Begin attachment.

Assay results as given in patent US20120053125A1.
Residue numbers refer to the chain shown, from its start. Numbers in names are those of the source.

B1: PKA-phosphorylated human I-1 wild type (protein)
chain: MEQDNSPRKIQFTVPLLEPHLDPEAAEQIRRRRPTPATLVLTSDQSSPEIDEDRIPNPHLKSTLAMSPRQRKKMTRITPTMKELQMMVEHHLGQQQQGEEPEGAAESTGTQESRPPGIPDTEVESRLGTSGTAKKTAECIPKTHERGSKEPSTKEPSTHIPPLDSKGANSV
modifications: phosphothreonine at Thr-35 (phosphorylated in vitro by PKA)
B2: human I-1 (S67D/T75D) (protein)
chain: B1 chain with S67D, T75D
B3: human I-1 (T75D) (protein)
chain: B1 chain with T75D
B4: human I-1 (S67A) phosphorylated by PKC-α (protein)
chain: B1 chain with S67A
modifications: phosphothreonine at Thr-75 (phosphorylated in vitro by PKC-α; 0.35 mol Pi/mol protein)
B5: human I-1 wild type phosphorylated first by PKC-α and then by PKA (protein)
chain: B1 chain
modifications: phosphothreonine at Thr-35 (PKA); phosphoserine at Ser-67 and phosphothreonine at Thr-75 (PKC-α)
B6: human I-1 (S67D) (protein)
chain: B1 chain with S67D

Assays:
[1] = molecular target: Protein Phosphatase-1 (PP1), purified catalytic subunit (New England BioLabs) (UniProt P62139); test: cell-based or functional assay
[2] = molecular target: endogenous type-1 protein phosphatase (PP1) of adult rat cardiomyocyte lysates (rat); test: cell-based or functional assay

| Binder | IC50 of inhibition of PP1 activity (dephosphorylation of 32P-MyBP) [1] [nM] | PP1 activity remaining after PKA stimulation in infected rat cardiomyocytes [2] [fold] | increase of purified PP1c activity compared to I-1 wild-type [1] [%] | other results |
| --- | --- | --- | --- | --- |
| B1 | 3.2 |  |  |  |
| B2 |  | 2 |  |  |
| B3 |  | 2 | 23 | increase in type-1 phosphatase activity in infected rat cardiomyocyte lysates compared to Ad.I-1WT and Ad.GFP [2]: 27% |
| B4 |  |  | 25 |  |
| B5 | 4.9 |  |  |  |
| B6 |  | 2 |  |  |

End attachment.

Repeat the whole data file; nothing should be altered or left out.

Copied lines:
Assay results as given in patent US20120053125A1.
Residue numbers refer to the chain shown, from its start. Numbers in names are those of the source.

B1: PKA-phosphorylated human I-1 wild type (protein)
chain: MEQDNSPRKIQFTVPLLEPHLDPEAAEQIRRRRPTPATLVLTSDQSSPEIDEDRIPNPHLKSTLAMSPRQRKKMTRITPTMKELQMMVEHHLGQQQQGEEPEGAAESTGTQESRPPGIPDTEVESRLGTSGTAKKTAECIPKTHERGSKEPSTKEPSTHIPPLDSKGANSV
modifications: phosphothreonine at Thr-35 (phosphorylated in vitro by PKA)
B2: human I-1 (S67D/T75D) (protein)
chain: B1 chain with S67D, T75D
B3: human I-1 (T75D) (protein)
chain: B1 chain with T75D
B4: human I-1 (S67A) phosphorylated by PKC-α (protein)
chain: B1 chain with S67A
modifications: phosphothreonine at Thr-75 (phosphorylated in vitro by PKC-α; 0.35 mol Pi/mol protein)
B5: human I-1 wild type phosphorylated first by PKC-α and then by PKA (protein)
chain: B1 chain
modifications: phosphothreonine at Thr-35 (PKA); phosphoserine at Ser-67 and phosphothreonine at Thr-75 (PKC-α)
B6: human I-1 (S67D) (protein)
chain: B1 chain with S67D

Assays:
[1] = molecular target: Protein Phosphatase-1 (PP1), purified catalytic subunit (New England BioLabs) (UniProt P62139); test: cell-based or functional assay
[2] = molecular target: endogenous type-1 protein phosphatase (PP1) of adult rat cardiomyocyte lysates (rat); test: cell-based or functional assay

| Binder | IC50 of inhibition of PP1 activity (dephosphorylation of 32P-MyBP) [1] [nM] | PP1 activity remaining after PKA stimulation in infected rat cardiomyocytes [2] [fold] | increase of purified PP1c activity compared to I-1 wild-type [1] [%] | other results |
| --- | --- | --- | --- | --- |
| B1 | 3.2 |  |  |  |
| B2 |  | 2 |  |  |
| B3 |  | 2 | 23 | increase in type-1 phosphatase activity in infected rat cardiomyocyte lysates compared to Ad.I-1WT and Ad.GFP [2]: 27% |
| B4 |  |  | 25 |  |
| B5 | 4.9 |  |  |  |
| B6 |  | 2 |  |  |